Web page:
The latest book that this pedometer geek reader read was Dunbar, which was received through Blogging for Books. It is a literary novel written by Edward St. Aubyn, who has also written several other novels including Never Mind. This is the first novel of his that this reader has read, but it may not be the last. This is the extended review.
by Edward St. Aubyn
Published by Hogarth, 2017
an imprint of Crown Publishing Group
a division of Penguin Random House, LLC
“They all want to play Hamlet” is a line from a play, “The World of Carl Sandburg” by Norman Corwin. People often read “Hamlet”, too, as part of their education, but that is not true for Shakespeare’s “King Lear.” When friends and family were queried, this reader could not find one person who had ever read the play, and only one person who had ever seen the play. She told me she had difficulty with the flowery language, making the understanding of the play itself difficult. Even asking online friends, this reader could only find a handful of those who indicated they had read “King Lear.”
In truth, this reader has never read “King Lear” either so that having the opportunity of reading the novel adaptation, Dunbar by Edward St. Aubyn, was both a pleasure as well as a daunting undertaking as literary fiction is not a favorite genre.
This modern day retelling of the play is in the Hogarth Shakespeare series: a series of commissioned novels written by current, successful (in their own right) authors. This is the first of these this reader has read, but during the reading, it sent this reader back to commentaries to further understand the story of King Lear; however, it is not necessary to do this to recognize the power of this tale.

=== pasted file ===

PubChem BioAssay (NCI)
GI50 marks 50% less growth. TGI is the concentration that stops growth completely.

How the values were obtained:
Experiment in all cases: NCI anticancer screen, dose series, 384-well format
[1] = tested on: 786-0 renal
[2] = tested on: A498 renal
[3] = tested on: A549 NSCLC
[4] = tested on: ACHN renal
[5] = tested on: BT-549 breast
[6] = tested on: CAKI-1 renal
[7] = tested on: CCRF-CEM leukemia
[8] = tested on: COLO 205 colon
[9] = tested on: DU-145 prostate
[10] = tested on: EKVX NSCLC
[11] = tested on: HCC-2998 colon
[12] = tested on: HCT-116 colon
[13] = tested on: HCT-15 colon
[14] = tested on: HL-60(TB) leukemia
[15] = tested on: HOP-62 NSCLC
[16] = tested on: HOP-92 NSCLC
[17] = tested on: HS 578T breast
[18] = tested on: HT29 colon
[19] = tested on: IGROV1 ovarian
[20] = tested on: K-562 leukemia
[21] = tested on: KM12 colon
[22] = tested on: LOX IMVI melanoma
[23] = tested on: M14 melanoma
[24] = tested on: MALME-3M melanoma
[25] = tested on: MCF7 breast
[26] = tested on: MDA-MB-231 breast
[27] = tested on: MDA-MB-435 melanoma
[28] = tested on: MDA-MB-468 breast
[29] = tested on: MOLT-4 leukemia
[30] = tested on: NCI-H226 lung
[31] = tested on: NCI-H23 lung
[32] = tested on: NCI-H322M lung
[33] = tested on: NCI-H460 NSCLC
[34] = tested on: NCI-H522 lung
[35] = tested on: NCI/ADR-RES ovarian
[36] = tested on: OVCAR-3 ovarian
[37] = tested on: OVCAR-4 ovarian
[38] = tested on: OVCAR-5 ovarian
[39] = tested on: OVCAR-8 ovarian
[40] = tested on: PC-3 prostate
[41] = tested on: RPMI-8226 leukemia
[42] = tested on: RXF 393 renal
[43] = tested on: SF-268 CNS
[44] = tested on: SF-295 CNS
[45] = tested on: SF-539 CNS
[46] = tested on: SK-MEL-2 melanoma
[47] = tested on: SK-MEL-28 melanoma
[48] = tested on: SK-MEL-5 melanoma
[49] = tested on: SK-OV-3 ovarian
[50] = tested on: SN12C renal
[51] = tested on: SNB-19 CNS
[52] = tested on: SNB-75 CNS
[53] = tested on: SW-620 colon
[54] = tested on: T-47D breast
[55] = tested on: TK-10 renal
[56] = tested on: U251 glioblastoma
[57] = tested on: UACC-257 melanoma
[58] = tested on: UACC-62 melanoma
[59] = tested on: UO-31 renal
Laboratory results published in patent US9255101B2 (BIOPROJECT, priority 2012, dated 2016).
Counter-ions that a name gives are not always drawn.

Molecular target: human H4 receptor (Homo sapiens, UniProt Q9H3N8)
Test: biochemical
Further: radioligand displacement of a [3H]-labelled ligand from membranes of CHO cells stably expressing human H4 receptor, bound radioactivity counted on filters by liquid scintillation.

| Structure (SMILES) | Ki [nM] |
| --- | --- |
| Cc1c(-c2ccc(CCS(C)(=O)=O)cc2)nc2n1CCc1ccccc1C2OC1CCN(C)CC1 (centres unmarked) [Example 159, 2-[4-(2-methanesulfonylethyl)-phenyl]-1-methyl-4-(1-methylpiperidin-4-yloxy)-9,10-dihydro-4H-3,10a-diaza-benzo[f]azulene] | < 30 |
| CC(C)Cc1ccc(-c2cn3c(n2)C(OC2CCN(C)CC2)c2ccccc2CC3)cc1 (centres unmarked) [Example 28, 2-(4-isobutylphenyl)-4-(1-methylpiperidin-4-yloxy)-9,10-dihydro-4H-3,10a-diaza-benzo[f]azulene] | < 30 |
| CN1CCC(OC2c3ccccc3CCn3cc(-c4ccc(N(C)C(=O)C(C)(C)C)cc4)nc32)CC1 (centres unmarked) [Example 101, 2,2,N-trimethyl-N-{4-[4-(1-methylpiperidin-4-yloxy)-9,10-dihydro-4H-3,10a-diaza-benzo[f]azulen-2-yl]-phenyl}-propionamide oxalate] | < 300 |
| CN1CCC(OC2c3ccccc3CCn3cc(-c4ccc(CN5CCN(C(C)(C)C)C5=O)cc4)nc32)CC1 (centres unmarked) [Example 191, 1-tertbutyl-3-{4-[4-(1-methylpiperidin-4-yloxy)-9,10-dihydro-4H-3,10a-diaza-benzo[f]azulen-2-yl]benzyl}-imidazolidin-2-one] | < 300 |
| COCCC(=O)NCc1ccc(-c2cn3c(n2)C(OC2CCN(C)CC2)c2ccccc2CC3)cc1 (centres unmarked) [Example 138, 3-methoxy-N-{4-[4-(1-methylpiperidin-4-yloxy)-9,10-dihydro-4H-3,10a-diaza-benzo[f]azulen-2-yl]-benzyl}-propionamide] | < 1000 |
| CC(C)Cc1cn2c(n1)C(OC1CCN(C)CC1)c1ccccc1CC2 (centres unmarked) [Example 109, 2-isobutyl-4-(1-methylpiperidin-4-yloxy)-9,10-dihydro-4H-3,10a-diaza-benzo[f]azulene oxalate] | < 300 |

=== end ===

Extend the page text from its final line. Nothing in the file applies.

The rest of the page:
Now, about the novel. In a nutshell, Henry Dunbar, the leader of a global media company called the Dunbar Trust, has decided to nominally withdraw from holding the reins of his company and give over control to his three daughters, Abigail, Megan, and Florence, with the help of his best friend and attorney, Wilson. Nominally, that is, as he still retains some control.
Yet, Florence, his favorite daughter, doesn’t want to be involved with the company and is disowned for her honesty, and his other two scheming daughters want Dunbar out and convince all that he is crazy, secretly lock him away in a sanatorium, and set out to take over the company completely. The machinations of these two and his own physician, who joins forces with them, are particularly evil.
Florence only wants what is best for her father, fears for his safety, and is actively looking for him despite her older sisters’ actions of hiding him away.
Two factions emerge, those who are trying to destroy Dunbar and those who genuinely want what is best for the man (and his company). In the meantime, Henry and his friend from the sanatorium escape. This causes major upheavals for Dunbar as he nearly goes crazy and dies on the snow-covered, windy, slippery slopes as each faction races to intercept him. Will Florence and those helping her find him first, or will Abigail, Megan, and their entourage be there first, thus hushing him up permanently?
Like the play itself, this story is full of avarice, power, money, double-crosses, and betrayals, but it is also about reconciliation, redemption, and forgiveness. The whole range of the human condition is explored, especially in the character of Henry Dunbar. In the end, just as it appears that Dunbar’s humanity is restored, it becomes tragic with an ending that brought tears to this reader’s eyes.
Overall, this novel has all the complexity of Shakespeare’s play in a more understandable format. Set in modern times, it shows the machinations of a corporate takeover and what lengths some people are willing to go through to accomplish the feat, including murder. The characters are complex, and Dunbar in particular shows the most complexity and change throughout as he begins to doubt his own sanity.
Be forewarned: the novel has adult themes including sexual situations and drug use.
Am I glad I read it? Yes. Would I have purposely chosen this book to read? Probably not; however, the story drew me in and kept me in thrall until the very end. I think that is the power of this tale of a man and his dysfunctional, scheming family.